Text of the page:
One minute hack allowed lock screen bypass on Android, current Pixels are safe

Right on schedule, Google released its November security update for Pixel phones — and looking at the short list of user-facing changes, it looks like this is nothing more than a routine release to address a few bugs, including solutions to reduce power consumption, screen flickering and occasional app crash. However, this update also fixes a pretty serious vulnerability that allows a person to bypass the lockscreen of many Android phones in less than a minute without any software or special tools.


This method of bypassing the lockscreen was discovered by: David Schutz. The surprisingly simple process only requires physical access to a fragile phone and an extra SIM card locked with a PIN. All it takes is to exchange the extra SIM card, enter an incorrect SIM code three times and finally enter the PUK code (usually found on the wallet-sized card the SIM card comes from). And with those simple steps, the lock screen will disappear. David demonstrates the process in the video below.

How it works

Details on how this vulnerability occurs are described in more detail in David Schütz’s blog post – but to oversimplify it, the problem stems from the way Android implements the lockscreen, or rather, the limited category of security screens that the default lockscreens contain. and PUK code input screen. When a security screen needs to be displayed, such as after booting or powering off and on, Android stacks it on top of it and the user cannot close it without fulfilling the conditions (e.g. a valid fingerprint or passcode). Once the conditions are met, the system sends out a signal to close the security screen at the top of this stack and return to any remaining security screens, or to an app or home screen if there are no other security screens on the stack.

The unconventional issue leading to this vulnerability is caused by a system service listening for changes in the status of the SIM card. Once the PUK code is accepted and the PIN on the SIM card is reset, the SIM card will become active and a system service will be interrupted by closing the PUK security screen and returning the normal lock screen to the top of the stack. However, when the operating system finished processing the results of the PUK security screen, it still sent a message to close a security screen. Since there was only one security screen left, the normal lock screen, the system accidentally closed it and gave the user full access to the device.

What is affected?

There are some caveats to this bypass, most notably that it’s only fully effective on a device that’s been unlocked since it was last booted. If it’s not unlocked, it’s still possible to get around the lock screen, but private data and most configuration settings won’t be accessible, which usually results in most software on the phone not working properly until it’s rebooted. It is still unclear whether this bypass will work on devices with the Advanced Protection Program (APP) enabled.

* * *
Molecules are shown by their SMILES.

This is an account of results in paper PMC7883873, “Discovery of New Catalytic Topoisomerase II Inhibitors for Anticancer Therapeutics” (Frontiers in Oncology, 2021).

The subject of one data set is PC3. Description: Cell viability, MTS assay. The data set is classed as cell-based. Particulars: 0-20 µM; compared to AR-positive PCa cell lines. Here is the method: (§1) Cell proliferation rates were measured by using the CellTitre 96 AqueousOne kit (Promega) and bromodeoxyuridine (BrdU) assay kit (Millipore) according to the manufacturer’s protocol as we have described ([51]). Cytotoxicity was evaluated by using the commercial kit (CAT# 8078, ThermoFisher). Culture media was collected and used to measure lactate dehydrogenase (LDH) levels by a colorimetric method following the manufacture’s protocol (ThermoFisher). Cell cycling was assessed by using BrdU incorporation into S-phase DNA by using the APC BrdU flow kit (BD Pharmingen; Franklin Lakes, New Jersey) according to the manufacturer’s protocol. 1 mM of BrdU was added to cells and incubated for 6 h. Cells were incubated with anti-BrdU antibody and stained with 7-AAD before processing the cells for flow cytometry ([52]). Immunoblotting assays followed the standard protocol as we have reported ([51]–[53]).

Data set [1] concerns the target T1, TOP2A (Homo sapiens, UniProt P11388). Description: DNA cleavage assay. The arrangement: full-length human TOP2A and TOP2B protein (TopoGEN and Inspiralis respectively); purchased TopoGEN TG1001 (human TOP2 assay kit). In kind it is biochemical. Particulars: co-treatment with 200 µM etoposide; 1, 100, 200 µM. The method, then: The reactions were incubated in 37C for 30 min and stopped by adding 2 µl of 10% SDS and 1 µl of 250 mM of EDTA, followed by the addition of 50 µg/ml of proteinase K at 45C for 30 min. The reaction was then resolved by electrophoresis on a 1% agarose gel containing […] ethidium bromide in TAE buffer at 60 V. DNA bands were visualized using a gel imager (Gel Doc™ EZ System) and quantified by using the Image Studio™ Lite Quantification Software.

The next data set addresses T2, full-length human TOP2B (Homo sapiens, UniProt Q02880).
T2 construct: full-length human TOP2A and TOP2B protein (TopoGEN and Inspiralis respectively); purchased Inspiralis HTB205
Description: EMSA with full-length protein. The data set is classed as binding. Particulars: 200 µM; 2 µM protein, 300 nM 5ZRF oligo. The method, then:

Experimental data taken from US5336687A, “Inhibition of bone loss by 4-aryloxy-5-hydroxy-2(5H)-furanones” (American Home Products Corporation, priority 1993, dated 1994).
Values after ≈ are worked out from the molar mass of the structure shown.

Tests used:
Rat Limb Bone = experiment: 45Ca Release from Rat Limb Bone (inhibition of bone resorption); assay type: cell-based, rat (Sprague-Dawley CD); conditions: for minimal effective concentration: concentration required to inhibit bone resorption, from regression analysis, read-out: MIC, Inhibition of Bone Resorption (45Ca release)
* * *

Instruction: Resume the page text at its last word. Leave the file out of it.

Furthermore, the hack was initially discovered on a Pixel phone, but the bug is in the code available in the Android Open Source Project (AOSP). As a result, devices running software based on this code may also be vulnerable. Some people have already reported that Lineage-powered devices are vulnerable, and probably GrapheneOS as well. However, some reports indicate that recent Samsung devices are not.

Google published a bug fix

Google’s solution to this bug is quite simple. Instead of improving the behavior of the SIM activation system service, which can leave room for other bugs, the Android team has expanded the broadcast message to require a new parameter that specifies the type of security screen to be rejected. There should be no risk of the wrong type of screen being accidentally removed from the stack.

This vulnerability is formally registered as CVE-2022-20465. Google published the fixes in the Android 13 branch on AOSP, but were also rolled back to the Android 10, 11 and 12 branches.

Google generally communicates vulnerability warnings to its hardware partners ahead of public releases, so it’s likely that most manufacturers will roll out security updates to all devices that may be vulnerable in the near future.

$70,000 bug bounty reward

For reporting the issue, Google paid David $70,000 USD as part of its Bug Bounty program, which has paid out several million over the years. Unfortunately, the process didn’t go as smoothly as it should have been. According to David’s retelling of the events, he tried to report the issue about five months ago, when Google claimed it was a dupe and ineligible for a reward. Months later, after demonstrating the issue to a number of Google employees and then following a deadline for a public disclosure, it was finally patched and fixed.

This situation demonstrates the need for regular, long-term security updates for phones that are likely still in use. Of course, anyone with a potentially vulnerable phone should install the latest security updates as soon as they become available. In the meantime, it’s not a viable strategy for regular use, but restarting a phone without unlocking it should prevent people from accessing your private data.